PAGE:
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'I Now Pronounce You [Bride, Groom, Spouse, Party, Person Now Free to Schtoop]'

by Jeremy Hooper

Wanna see yet another "pro-family" person putting out straw man arguments in order to muddy the lines between the concepts of civil marriage and religious marriage ceremony? Well check out the following little quip. According to WorldNetDaily, this line was written by Pastor Doug Bird after he learned that California's civil marriage licenses now use the neutral language "Party A" and "Party B" rather than the gender-specific "bride" and "groom":

"What's next?" ..."Will the State of California force [ministers] to use the terms "Party A" and "Party B" in the ceremony itself?"

It's a simple line, for sure. But it's a simple line that says plenty about how our opposition views this "culture war" battle over marriage. And while a terse line, it's yet another instance of a "pro-family" person merging civil matters of state with matters of faith in a way that wastes time and confuses the debate.

Here's the thing: A wedding officiant, be they religious or secular, can essentially pronounce the two parties "Stinky butt" and "Cheese Toast" if they want. There are virtually no state laws regulating what takes pace at the ceremony itself, and no gay activist is urging the government to weigh in on the ancillary concept that is the modern wedding ceremony! The state does require a civil license and a witness or two. You also need someone, be they religious or secular, who is authorized to solemnize the marriage, and that person needs to perform the certain procedural duties required of them. But the flowery ceremonial language? Well it's not up for any sort of debate!

But with our opposition, the mind always jumps to a fear-mongery place in which they are "forced" to do something that goes against their faith. So the decision to make the civil language gender neutral is not looked at as a common sense act of accommodation. Instead, it's presented as a far-reaching attempt to threaten their ministers' tongues. Now, this makes sense from a strategic standpoint, since removing this conversation from a place of civil rights and instead repackaging it as a discussion about "religious freedom" is the basis of the "pro-marriage" movement. There also might be an element of authenticity for many of them, since one whose life is deeply connected to religion might have trouble viewing the civil and religious wedding components in separate ways. We understand and respect that. But if we want to cut through the spin and get to a place of authenticity, we've got to start nipping these silly asides in the bud so that we can take on the actual elements that pertain to the actual discussion. We should be talking about what the denial of right and benefits does to gays families. We should be talking about how a majority should not be able to use their heightened numbers to overpower a minority's deserved freedom. We should be talking about the separation of matters of church and state. But as for our opposition's attempts to make the discussion about how THEY might be affected on a religious level? Well those are self-absorbed, de-intellectualizing, non-pertinent red herrings that will only prolong this civil conversation.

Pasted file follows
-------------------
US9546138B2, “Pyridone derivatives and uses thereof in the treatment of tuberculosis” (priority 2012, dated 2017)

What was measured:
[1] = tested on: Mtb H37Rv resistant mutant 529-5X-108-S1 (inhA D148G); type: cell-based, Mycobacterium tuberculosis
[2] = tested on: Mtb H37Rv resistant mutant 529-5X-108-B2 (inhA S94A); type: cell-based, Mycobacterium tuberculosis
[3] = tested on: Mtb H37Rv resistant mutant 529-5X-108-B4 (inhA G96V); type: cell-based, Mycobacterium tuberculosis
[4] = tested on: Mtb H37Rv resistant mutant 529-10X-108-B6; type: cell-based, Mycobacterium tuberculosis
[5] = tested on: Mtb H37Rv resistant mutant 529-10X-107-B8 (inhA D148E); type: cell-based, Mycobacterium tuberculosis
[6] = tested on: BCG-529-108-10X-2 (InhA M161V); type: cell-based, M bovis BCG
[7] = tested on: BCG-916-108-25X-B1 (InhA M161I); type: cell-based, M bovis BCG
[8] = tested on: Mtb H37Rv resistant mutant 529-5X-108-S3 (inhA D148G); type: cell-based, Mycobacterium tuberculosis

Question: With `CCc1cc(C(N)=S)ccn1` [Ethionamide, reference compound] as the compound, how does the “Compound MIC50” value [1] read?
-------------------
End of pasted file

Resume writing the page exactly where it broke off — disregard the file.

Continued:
California bans 'brides,' 'grooms' [WND]

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Your thoughts

After all - you say "yes I do" on a wedding - this means you create a sacred bond for life.

Posted by: Wedding | Jun 20, 2009 2:28:39 PM

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